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RE: [ontac-forum] Some thoughts on hub ontology and merging sources

To: "ONTAC-WG General Discussion" <ontac-forum@xxxxxxxxxxxxxx>
From: "West, Matthew R SIPC-DFD/321" <matthew.west@xxxxxxxxx>
Date: Sat, 19 Nov 2005 13:39:28 -0000
Message-id: <A94B3B171A49A4448F0CEEB458AA661F02A8096D@xxxxxxxxxxxxxxxxxxxxxxxxxxxx>
Dear Roy,
See below (MW2)
Subject: RE: [ontac-forum] Some thoughts on hub ontology and merging sources



I discovered, modeled, and informally published them in the early 1980’s, and personally have been using them since then.  I informally published them on the Internet in 1994, at http://one-world-is.com.  This is the source for what I’m asserting as the “General Ontology” - it is good enough (as a hub/core/general ontology) to provide a general-use knowledge-base (i.e., from an endeavor’s framework (as an ontology) yielding a model/architecture) and provide the foundation for role-based-security and virtual applications for the subjects modeled within it. 


MW: I think you will find many people here have done something similar, some even on a similar timescale.  [RR: Fully agree.  I see it as a natural progression of capability to record, process, and visualize information.  See attached diagram on Progression of Written Information.  Note that the whole industry of “object orientation” began around the same time frame.  All I did was say that the “enterprise is an object in its environment”, and then used object-oriented analysis and design to build myself some useful applications.  My only prevalent distinction is the “whole enterprise” perspective and the use of a limited number of root classes, relationships, and roles, which I discovered in my roles as manager and analyst.] 


MW2: From your more recent link I've been able to get a very quick look at what you are offering. It seems to cover the same sort of territory as the Zachman Framework, which I am more familiar with, is that a fair comparison?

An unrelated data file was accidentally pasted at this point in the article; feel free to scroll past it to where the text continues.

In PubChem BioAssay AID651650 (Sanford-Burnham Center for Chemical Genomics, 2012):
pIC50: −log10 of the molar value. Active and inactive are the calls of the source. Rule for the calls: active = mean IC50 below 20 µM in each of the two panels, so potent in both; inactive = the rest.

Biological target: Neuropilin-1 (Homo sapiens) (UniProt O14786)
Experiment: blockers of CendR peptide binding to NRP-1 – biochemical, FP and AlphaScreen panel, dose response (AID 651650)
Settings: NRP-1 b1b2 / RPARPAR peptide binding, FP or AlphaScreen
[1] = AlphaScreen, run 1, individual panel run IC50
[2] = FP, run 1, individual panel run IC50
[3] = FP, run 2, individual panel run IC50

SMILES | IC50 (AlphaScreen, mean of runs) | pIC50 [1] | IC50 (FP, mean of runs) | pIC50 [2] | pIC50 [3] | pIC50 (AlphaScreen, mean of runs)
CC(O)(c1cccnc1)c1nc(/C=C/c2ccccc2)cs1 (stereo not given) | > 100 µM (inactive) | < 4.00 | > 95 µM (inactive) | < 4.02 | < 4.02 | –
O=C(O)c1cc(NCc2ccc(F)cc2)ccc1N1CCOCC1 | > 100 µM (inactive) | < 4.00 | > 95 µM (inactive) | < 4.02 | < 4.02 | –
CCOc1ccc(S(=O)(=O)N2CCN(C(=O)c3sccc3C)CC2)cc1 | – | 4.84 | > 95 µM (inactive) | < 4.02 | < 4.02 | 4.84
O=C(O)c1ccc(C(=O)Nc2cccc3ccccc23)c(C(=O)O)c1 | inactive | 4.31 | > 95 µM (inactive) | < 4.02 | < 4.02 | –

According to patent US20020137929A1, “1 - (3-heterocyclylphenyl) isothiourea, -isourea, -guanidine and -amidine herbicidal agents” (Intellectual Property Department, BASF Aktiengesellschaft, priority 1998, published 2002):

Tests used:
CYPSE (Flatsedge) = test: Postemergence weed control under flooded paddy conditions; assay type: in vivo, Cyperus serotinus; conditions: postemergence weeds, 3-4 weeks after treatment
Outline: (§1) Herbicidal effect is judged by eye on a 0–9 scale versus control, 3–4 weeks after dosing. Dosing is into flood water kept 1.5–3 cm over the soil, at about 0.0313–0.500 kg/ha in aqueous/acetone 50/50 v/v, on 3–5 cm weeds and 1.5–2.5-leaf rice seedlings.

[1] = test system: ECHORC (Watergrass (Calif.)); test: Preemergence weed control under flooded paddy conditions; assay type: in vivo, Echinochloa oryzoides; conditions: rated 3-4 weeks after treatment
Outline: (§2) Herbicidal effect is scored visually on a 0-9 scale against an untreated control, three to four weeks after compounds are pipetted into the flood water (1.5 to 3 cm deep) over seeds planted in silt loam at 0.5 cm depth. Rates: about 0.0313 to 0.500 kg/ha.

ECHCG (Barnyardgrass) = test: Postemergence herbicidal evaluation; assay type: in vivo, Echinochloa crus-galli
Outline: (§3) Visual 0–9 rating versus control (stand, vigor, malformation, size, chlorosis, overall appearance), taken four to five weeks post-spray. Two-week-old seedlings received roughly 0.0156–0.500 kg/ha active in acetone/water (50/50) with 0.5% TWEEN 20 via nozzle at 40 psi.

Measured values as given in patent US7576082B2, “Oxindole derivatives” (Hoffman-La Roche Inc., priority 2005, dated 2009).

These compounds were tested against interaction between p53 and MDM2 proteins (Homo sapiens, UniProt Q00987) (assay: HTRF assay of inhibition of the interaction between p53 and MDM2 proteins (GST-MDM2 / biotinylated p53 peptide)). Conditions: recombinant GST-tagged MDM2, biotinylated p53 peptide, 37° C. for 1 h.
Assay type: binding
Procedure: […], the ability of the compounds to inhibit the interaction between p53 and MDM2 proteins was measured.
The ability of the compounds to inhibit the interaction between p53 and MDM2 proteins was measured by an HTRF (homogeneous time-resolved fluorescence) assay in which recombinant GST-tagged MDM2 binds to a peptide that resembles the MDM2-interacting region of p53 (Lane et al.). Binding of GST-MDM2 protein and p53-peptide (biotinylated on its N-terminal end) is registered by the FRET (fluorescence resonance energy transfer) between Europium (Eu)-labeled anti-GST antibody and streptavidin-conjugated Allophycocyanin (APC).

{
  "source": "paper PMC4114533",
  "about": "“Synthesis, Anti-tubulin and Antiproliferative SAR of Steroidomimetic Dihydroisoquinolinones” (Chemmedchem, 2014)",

When looking at the range of Ontologist-orientations present in this forum, I see two main axes of divergence.  I call one the “Utility” axis, which ranges from “Philosophy” on one end to “Pragmatic” on the other.  The other I call the ‘Correctness” axis, which ranges from “Purist/Final/100% correctness” on one end to “Sufficient/Practical/Workable correctness” on the other.   


MW: I think you will find that these axes are aligned, so that the more philosophical are also higher on the correctness scale. [RR:  Fully agree.]  This is because (my experience at least is) that the more correct you try to be the more philosphical you have to get to achieve that. Again my personal experience and journey has been that the more capability you wish to deliver, the more "correct" you need to be. [RR:  But something can start out as a pragmatic, but not technically pure ontology/knowedge-management/application effort and migrate towards philosophical purity as it evolves.  Most people wouldn’t mind paying for a “good enough” solution right now rather than a complete/perfect solution sometime later.] 


MW2: Well I don't know about most people, but certainly some people probably would. Depends what your action timeline is. 


The General Ontology I’m offering may not be philosophically pure, but it is practically sufficient.   


MW: I don't doubt that it is, but the question is for what? The more it is to be interpreted by people rather than machines, the more pragmatic/less "correct" you can afford to be. People fill in the gaps and think for themselves. The more you are expecting machines to interpret the ontology the more "correct" it needs to be because machines are awefully dumb. But I'm sure you know that.


 I would submit that ONTAC is chartered to produce Pragmatic and Sufficient ontology/semantic/taxonomy solutions for SICoP and FEA/CIOC/AIC, and not get bogged down into the Analysis-Paralysis of ontology Philosophy and Purity. 


MW: I ask again - for what? [To provide near-term future Federal Enterprise Architecture as an ontology-based knowledge-management foundation for Federal virtual/composite applications, and for functional integration, continuity, and stability of operations, in my experience.] 


MW2: I agree that is what it appears to address. However, before I accepted it I would want to do some quality assurance. For me this would mean mapping it into the ISO 15926 ontology to see the nature of the sorts of things it included (and whether they were well enough defined to place them accurately). I expect Barry Smith would want to do the same with BFO before he would be comfortable (and so on for others with upper ontologies). I would also want to look at other sources of evidence of requirements, such as the Zachman Framework and the data model David Hay has produced based on it. I might add that I did not think that this was the limit of the scope of the proposed work here.





CommIT Enterprises, Inc.

Enterprise Architecture for Enterprise Management, Security, and Knowledge

Roy Roebuck III
Senior Enterprise Architect

2231 Crystal Drive, Ste 501
Arlingon, VA



+1 (703)-598-2351
+1 (703) 486-5540
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From: ontac-forum-bounces@xxxxxxxxxxxxxx [mailto:ontac-forum-bounces@xxxxxxxxxxxxxx] On Behalf Of psp
Sent: Friday, November 18, 2005 10:26 AM
To: ONTAC-WG General Discussion
Subject: RE: [ontac-forum] Some thoughts on hub ontology and merging sources


When did these "good enough" ontologies become available?


Paul Prueitt

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